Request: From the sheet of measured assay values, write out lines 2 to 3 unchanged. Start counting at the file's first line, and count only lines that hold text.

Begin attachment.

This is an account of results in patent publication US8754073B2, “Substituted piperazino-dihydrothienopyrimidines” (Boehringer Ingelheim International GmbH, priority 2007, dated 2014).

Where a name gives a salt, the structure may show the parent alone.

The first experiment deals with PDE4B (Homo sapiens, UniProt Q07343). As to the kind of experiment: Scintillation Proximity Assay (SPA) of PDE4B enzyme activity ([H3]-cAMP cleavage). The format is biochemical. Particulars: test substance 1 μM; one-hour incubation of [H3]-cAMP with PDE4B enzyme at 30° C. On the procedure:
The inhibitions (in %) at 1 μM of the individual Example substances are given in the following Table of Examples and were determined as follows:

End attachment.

Where a name gives a salt, the structure may show the parent alone.

The first experiment deals with PDE4B (Homo sapiens, UniProt Q07343). As to the kind of experiment: Scintillation Proximity Assay (SPA) of PDE4B enzyme activity ([H3]-cAMP cleavage). The format is biochemical. Particulars: test substance 1 μM; one-hour incubation of [H3]-cAMP with PDE4B enzyme at 30° C. On the procedure: